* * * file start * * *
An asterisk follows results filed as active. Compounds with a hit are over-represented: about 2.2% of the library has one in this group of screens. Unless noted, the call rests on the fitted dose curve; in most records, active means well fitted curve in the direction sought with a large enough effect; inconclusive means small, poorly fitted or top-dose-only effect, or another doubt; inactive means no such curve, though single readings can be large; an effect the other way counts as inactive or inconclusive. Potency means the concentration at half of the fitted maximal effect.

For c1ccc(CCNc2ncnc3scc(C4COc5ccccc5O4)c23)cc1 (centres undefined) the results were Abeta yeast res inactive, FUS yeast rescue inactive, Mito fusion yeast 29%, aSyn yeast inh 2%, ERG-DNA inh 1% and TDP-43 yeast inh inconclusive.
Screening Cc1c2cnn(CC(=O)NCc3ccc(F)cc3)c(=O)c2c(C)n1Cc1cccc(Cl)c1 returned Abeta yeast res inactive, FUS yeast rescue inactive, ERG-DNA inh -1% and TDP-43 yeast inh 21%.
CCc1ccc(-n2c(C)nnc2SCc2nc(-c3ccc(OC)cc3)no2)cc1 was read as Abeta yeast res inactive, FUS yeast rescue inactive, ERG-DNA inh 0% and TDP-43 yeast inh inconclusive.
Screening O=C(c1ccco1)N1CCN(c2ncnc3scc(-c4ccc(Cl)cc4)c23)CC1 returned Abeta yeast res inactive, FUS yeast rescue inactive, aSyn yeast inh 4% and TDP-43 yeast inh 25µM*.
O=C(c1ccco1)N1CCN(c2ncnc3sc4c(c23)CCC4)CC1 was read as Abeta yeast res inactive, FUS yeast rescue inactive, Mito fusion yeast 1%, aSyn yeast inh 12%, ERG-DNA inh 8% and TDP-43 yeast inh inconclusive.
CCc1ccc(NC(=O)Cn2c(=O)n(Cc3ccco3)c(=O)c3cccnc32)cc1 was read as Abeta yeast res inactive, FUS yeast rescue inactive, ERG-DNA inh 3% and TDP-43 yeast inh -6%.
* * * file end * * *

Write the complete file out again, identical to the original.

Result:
An asterisk follows results filed as active. Compounds with a hit are over-represented: about 2.2% of the library has one in this group of screens. Unless noted, the call rests on the fitted dose curve; in most records, active means well fitted curve in the direction sought with a large enough effect; inconclusive means small, poorly fitted or top-dose-only effect, or another doubt; inactive means no such curve, though single readings can be large; an effect the other way counts as inactive or inconclusive. Potency means the concentration at half of the fitted maximal effect.

For c1ccc(CCNc2ncnc3scc(C4COc5ccccc5O4)c23)cc1 (centres undefined) the results were Abeta yeast res inactive, FUS yeast rescue inactive, Mito fusion yeast 29%, aSyn yeast inh 2%, ERG-DNA inh 1% and TDP-43 yeast inh inconclusive.
Screening Cc1c2cnn(CC(=O)NCc3ccc(F)cc3)c(=O)c2c(C)n1Cc1cccc(Cl)c1 returned Abeta yeast res inactive, FUS yeast rescue inactive, ERG-DNA inh -1% and TDP-43 yeast inh 21%.
CCc1ccc(-n2c(C)nnc2SCc2nc(-c3ccc(OC)cc3)no2)cc1 was read as Abeta yeast res inactive, FUS yeast rescue inactive, ERG-DNA inh 0% and TDP-43 yeast inh inconclusive.
Screening O=C(c1ccco1)N1CCN(c2ncnc3scc(-c4ccc(Cl)cc4)c23)CC1 returned Abeta yeast res inactive, FUS yeast rescue inactive, aSyn yeast inh 4% and TDP-43 yeast inh 25µM*.
O=C(c1ccco1)N1CCN(c2ncnc3sc4c(c23)CCC4)CC1 was read as Abeta yeast res inactive, FUS yeast rescue inactive, Mito fusion yeast 1%, aSyn yeast inh 12%, ERG-DNA inh 8% and TDP-43 yeast inh inconclusive.
CCc1ccc(NC(=O)Cn2c(=O)n(Cc3ccco3)c(=O)c3cccnc32)cc1 was read as Abeta yeast res inactive, FUS yeast rescue inactive, ERG-DNA inh 3% and TDP-43 yeast inh -6%.